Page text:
When I began my organization in 2001, I spent a lot of time building up an expected business facade. I wasn’t hiding anything bad or immoral. It was just the thing to do. Organizations were built on a formula I was getting to know as a young businessman. They’re built much differently today, and I believe for the better.
Here’s the way it was done back in the day. Someone like me who wanted to start a business would have to “fake big.” Entrepreneurs would pay state fees, hire book keepers, buy signage, open a bank account, rent office space, etc. The really savvy ones would start an LLC or incorporate and maybe hire an admin assistant to take the first layer of calls. All this before the first sale.
This was not intentional deception, mind you. This was just the way business start-ups happened. I went to business school to figure out how all this stuff was done. I spent $43,000 for an MBA. (sigh) I hired a part-time administrative assistant whom I had to let go after six months because I couldn’t afford her. I rented an office 30 minutes away from home because then I could tell people I had an office.
This wasn’t optimal. In fact, it was sort of fake. Building a platform in 2013 is much different. Let me tell you a story that brought this to light.
Time for Lunch
Not too long ago I was on the phone with a reseller talking through the value of a curriculum I sell. My 6-year-old daughter Priscilla came busting through the door of My Sweet Home Office Suite, “Time for lunch!” The mute button was not close enough. I answered, “Okay, honey, daddy will be up in a minute,” and off Priscilla went.
I was speaking with a marketing manager from an educational wholesaler, one much bigger than my little publishing company. In 2001, my daughter’s intrusion could have lost the sale, or at least would have required an apology and an embarrassing explanation. Perhaps the marketing manager would have thought to herself, “What kind of hodge-podge organization does this Jeub guy run?” There would have been a hesitancy and second-guessing of the brewing business deal. Suspicion, doubt, unprofessional…you get the idea, don’t you?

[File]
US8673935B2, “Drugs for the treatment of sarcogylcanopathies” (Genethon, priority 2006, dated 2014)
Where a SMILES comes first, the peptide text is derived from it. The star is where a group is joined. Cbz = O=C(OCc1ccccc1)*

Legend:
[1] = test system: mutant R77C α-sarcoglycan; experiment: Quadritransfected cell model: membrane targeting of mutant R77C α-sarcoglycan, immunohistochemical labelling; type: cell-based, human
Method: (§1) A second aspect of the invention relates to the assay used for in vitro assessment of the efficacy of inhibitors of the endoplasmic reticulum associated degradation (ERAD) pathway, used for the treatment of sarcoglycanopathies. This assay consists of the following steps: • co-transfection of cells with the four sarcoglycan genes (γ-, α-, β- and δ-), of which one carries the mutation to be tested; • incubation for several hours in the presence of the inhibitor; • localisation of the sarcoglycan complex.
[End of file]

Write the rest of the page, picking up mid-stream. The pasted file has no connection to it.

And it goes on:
In 2013, this situation put humanity into the conversation. The marketing manager lit up, “Oh, was that your daughter?” and I chuckled a little. “Yeah, actually, this is my home office in my basement.” And the business conversation continued.
Time for Life
The Internet—particularly social media—has changed the game. For the better, in my opinion. Anyone with a laptop and a good idea is able to enter the marketplace and make business happen.
But building a facade that says you’re bigger than you are is not a game that can be played any longer. Come to think of it, the marketing manager I was talking with was already a friend on Facebook, we followed each other on Twitter, and she knew full-well that my office was at home in my basement. There was no faking anything: this was my life. My daughter’s intrusion actually added to the building of a business relationship that would solidify the sale, not thwart it.
Isn’t this a good thing? Today’s business community is more transparent and open and honest. No matter how big we are, we value the life of small. The build up of a corporate image is not nearly as valuable as the construction of an authentic and honest life. In fact, an attempt to coverup the small is seen as suspicious.
Yeah, sure, I had a little talk with Priscilla about how to properly enter my office and make sure Daddy wasn’t on the phone. Business needs to happen. But so does life, and a business with no life is no business I want to be a part of. I’m glad this marketing manager appreciated my reality. In fact, it led to a big sale and business relationship that is today blossoming.
Time for Small
“Don’t despise the days of small.” —Michael Hyatt, Platform Conference 2013
I am becoming more and more a believer in small. I believe in the small business, the home office, and the personal connection with clients and customers. I’m figuring out a proper balance between the desire to grow big and an authentic understanding of my modest life. Somewhere in my little office and Internet connection, I’m building a platform, and the platform won’t grow unless I embrace the honesty and transparency that the modern business culture requires.
Stick to the simple, transparent, honest reality of family and work. It’s tough to go wrong with this. That’s “the way it’s done” in 2013.